She is the UK’s second female prime minister. Here’s everything you need to know about this 59-year-old home secretary’s political history and expectations


Theresa May became the new Conservative Party leader, and thus the UK’s new Prime Minister. This is after her opponent, Andrea Leadsom, dropped out of the race surprisingly on Monday, nine weeks before the official vote was supposed to take place. Yesterday David Cameron delivered his resignation to the Queen, recommending that May be appointed as his successor.



  • May has been MP for Maidenhead since 1997.
  • She has been the Home Secretary since May 2010, making history by being the longest serving home secretary for more than 100 years.
  • She initially started working at the Bank of England and later became head of the European Affairs Unit of the Association for Payment Clearing Services.
  • She began her career in politics as a local councillor in Merton, South London, where in her decade working there she rose to become deputy leader.



  • Her policy on immigration is one of the things she is most known for. In her time as Home Secretary she has dedicated herself to reducing migration into the UK. One of her more controversial policies was a rule barring British citizens from bringing their spouses or children into Britain unless they earned £18,600, regardless of how much the spouse earned. Under her time in office hundreds of asylum seekers, including women and children, have been kept in detention centers before being deported. She also initiated a billboard campaign telling immigrants to, ‘Go home or face arrest’, with vans carrying the same slogan advertising a helpline for illegal immigrants so they can go back to their home country.
  • She voted in favour of legalising same-sex marriage, after having previously voted against repealing a law that banned schools from intentionally promoting homosexuality, and against reducing the age of consent for gay sex.
  • She has pushed for more action against domestic violence by creating a law against coercive control, and initiating a nationwide inquiry by the HMIC into the treatment of domestic violence victims by police.
  • She has always been a strong supporter of workers’ rights, and has made that a keystone of her leadership by pledging to give workers a place on company boards and for the annual shareholder vote on executive pay to become binding, not advisory.
  • She has changed her stance over the years on university tuition fees, but most recently in 2010 she voted to raise the tuition fee cap. She is also a strong supporter of Michael Gove’s free schools endeavor, which allows for groups such as parents, teachers, charities, businesses, universities, etc., to set up not-for-profit schools funded by the central government. These are exempt from teaching the national curriculum and have increased control over teachers and conditions, as well as the length of the school days and terms.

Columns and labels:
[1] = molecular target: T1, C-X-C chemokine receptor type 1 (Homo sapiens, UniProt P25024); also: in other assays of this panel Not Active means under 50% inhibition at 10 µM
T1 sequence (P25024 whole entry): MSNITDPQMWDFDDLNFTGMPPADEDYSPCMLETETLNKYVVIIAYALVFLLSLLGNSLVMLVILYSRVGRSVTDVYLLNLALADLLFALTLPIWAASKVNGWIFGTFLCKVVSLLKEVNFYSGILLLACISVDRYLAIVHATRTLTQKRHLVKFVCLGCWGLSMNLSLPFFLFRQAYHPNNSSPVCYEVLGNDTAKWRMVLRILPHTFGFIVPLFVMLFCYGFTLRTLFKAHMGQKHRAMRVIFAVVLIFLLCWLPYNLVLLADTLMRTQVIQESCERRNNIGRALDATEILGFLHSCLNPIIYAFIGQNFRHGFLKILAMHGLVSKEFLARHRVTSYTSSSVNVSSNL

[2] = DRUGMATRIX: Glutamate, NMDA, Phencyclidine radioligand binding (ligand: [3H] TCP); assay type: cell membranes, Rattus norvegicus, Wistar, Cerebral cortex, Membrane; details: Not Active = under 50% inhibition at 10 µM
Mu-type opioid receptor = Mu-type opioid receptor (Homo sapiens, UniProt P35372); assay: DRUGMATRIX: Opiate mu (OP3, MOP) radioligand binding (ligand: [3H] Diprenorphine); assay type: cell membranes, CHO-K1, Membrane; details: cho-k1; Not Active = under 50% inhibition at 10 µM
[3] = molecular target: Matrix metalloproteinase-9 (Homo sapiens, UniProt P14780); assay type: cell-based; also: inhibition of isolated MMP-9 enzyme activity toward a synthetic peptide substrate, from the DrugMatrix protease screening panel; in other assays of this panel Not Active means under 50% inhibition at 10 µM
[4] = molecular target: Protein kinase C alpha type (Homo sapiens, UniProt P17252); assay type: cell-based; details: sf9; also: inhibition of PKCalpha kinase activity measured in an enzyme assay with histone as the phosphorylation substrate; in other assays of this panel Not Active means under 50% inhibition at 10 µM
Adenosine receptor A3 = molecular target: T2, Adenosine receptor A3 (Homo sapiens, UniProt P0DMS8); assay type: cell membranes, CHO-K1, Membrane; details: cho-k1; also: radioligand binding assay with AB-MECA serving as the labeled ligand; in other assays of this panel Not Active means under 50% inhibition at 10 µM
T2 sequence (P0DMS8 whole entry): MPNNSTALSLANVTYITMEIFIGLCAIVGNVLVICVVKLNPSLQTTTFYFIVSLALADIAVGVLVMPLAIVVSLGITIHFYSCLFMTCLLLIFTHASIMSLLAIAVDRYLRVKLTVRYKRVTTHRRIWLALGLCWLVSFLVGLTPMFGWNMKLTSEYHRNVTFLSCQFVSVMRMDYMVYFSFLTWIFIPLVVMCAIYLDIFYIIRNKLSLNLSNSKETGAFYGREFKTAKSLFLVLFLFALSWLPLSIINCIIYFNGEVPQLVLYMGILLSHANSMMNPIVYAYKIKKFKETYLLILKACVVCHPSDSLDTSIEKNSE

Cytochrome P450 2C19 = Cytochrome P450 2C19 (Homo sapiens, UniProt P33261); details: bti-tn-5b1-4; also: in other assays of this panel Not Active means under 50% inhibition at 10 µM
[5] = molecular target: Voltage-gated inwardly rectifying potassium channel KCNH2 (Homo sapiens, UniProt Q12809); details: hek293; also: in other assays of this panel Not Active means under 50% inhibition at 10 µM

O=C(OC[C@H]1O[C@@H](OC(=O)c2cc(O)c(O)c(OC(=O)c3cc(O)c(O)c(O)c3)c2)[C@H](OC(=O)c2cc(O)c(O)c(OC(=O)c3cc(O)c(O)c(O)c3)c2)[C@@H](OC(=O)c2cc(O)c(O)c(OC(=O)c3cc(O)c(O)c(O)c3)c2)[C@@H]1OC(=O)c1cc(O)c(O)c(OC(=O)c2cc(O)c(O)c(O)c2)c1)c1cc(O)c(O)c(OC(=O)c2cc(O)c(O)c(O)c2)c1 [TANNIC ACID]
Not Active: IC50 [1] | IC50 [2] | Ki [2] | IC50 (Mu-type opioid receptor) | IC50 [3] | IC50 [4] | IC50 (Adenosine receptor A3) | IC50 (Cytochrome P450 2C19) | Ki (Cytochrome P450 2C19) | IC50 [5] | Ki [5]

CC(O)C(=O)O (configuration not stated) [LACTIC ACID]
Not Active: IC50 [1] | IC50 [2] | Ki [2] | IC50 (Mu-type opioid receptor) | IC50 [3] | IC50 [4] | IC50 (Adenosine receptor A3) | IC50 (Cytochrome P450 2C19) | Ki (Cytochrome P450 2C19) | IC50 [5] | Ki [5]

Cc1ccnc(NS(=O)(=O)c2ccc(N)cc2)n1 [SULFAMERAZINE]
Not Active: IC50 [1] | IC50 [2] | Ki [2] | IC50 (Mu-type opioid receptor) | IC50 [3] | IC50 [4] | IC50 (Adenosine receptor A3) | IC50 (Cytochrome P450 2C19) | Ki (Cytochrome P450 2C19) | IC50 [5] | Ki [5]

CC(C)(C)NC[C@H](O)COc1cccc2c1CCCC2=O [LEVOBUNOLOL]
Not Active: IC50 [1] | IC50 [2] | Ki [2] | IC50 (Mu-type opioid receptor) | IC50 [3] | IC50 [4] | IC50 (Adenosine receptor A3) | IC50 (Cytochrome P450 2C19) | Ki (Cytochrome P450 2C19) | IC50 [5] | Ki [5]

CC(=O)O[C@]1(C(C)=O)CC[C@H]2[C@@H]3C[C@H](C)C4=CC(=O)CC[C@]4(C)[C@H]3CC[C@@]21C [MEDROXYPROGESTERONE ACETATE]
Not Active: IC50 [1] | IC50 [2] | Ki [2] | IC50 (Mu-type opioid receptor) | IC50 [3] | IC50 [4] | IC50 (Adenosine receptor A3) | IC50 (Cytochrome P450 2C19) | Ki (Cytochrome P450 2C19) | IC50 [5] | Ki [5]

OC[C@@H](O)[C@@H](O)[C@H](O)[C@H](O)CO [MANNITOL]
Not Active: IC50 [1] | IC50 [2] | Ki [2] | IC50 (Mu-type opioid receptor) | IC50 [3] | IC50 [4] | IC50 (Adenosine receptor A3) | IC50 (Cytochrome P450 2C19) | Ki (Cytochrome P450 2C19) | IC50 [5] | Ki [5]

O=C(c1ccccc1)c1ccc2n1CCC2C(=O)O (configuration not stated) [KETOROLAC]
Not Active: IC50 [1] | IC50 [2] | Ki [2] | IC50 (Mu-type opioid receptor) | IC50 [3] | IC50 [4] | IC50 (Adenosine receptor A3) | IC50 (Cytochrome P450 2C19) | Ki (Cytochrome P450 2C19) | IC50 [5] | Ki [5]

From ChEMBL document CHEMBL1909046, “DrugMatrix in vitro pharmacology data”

• Her Investigatory Powers Bill, which would allow for the storage of internet browsing records for 12 months and authorize the bulk collection of personal data, is currently under review in the House of Lords.
  • She has voted consistently for going to war in Syria, Iraq, Libya and Afghanistan.


What to Expect

  • The first thing May will have to do once she settles into Downing Street is to appoint a new Cabinet. Her team is expected to be full of people who have so far flown under the radar in Parliament, such as Simon Kirby, George Hollingbery, Gavin Williamson, her campaign chief, and Housing and Planning Minister Brandon Lewis. Chris Grayling and Liam Fox who have been supporting her leadership bid might also be expecting significant roles. It is also expected that her government will be filled with more women such as Amber Rudd, Priti Patel, Karen Bradley, and Government Whip Sarah Newton — all seem to be in line for promotions.
  • Though many have called for an early general election, May was insistent that there would be no general election until it is legally required.
  • May was a Remain campaigner but after the results of the Referendum she has said that: ‘Brexit means Brexit — and we’re going to make a success of it’. She insists that there will be ‘no attempt to remain inside the EU, no attempts to rejoin it by the back door, and no second referendum’. She also means to make it a priority to invoke article 50 of the EU’s Lisbon Treaty, which will formally launch the process of separation and give Britain two years to depart from the EU, by the end of the year.
  • She says that it is a priority of negotiations for Brexit to allow British companies access to the single market, but she will seek action on free movement.




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